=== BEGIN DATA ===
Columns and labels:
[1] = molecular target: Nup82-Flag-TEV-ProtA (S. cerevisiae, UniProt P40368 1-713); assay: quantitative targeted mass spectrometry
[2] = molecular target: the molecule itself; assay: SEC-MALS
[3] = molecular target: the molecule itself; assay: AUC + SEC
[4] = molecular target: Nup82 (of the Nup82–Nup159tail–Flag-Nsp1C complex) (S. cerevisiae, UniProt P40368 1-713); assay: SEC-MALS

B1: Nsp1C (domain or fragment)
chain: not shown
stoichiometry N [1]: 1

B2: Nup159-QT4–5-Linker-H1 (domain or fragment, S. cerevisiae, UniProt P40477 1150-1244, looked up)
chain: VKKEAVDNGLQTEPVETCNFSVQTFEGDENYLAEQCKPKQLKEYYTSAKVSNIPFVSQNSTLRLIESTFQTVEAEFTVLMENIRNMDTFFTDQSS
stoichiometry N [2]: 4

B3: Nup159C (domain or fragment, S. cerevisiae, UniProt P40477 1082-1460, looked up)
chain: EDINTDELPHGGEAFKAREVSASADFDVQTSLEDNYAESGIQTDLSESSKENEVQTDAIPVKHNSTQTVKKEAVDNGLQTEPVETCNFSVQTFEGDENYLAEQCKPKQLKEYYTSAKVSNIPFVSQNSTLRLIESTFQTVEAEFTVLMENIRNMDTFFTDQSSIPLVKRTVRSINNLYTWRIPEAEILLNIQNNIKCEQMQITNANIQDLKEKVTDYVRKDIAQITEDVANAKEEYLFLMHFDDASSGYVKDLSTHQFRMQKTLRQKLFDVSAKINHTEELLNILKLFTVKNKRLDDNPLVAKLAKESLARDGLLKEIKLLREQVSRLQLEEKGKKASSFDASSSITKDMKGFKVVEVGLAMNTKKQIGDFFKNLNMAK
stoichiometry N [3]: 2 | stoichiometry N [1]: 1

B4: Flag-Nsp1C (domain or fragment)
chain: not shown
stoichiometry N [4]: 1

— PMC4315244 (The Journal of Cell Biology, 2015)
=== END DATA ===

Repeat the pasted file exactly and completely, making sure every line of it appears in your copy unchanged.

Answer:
Columns and labels:
[1] = molecular target: Nup82-Flag-TEV-ProtA (S. cerevisiae, UniProt P40368 1-713); assay: quantitative targeted mass spectrometry
[2] = molecular target: the molecule itself; assay: SEC-MALS
[3] = molecular target: the molecule itself; assay: AUC + SEC
[4] = molecular target: Nup82 (of the Nup82–Nup159tail–Flag-Nsp1C complex) (S. cerevisiae, UniProt P40368 1-713); assay: SEC-MALS

B1: Nsp1C (domain or fragment)
chain: not shown
stoichiometry N [1]: 1

B2: Nup159-QT4–5-Linker-H1 (domain or fragment, S. cerevisiae, UniProt P40477 1150-1244, looked up)
chain: VKKEAVDNGLQTEPVETCNFSVQTFEGDENYLAEQCKPKQLKEYYTSAKVSNIPFVSQNSTLRLIESTFQTVEAEFTVLMENIRNMDTFFTDQSS
stoichiometry N [2]: 4

B3: Nup159C (domain or fragment, S. cerevisiae, UniProt P40477 1082-1460, looked up)
chain: EDINTDELPHGGEAFKAREVSASADFDVQTSLEDNYAESGIQTDLSESSKENEVQTDAIPVKHNSTQTVKKEAVDNGLQTEPVETCNFSVQTFEGDENYLAEQCKPKQLKEYYTSAKVSNIPFVSQNSTLRLIESTFQTVEAEFTVLMENIRNMDTFFTDQSSIPLVKRTVRSINNLYTWRIPEAEILLNIQNNIKCEQMQITNANIQDLKEKVTDYVRKDIAQITEDVANAKEEYLFLMHFDDASSGYVKDLSTHQFRMQKTLRQKLFDVSAKINHTEELLNILKLFTVKNKRLDDNPLVAKLAKESLARDGLLKEIKLLREQVSRLQLEEKGKKASSFDASSSITKDMKGFKVVEVGLAMNTKKQIGDFFKNLNMAK
stoichiometry N [3]: 2 | stoichiometry N [1]: 1

B4: Flag-Nsp1C (domain or fragment)
chain: not shown
stoichiometry N [4]: 1

— PMC4315244 (The Journal of Cell Biology, 2015)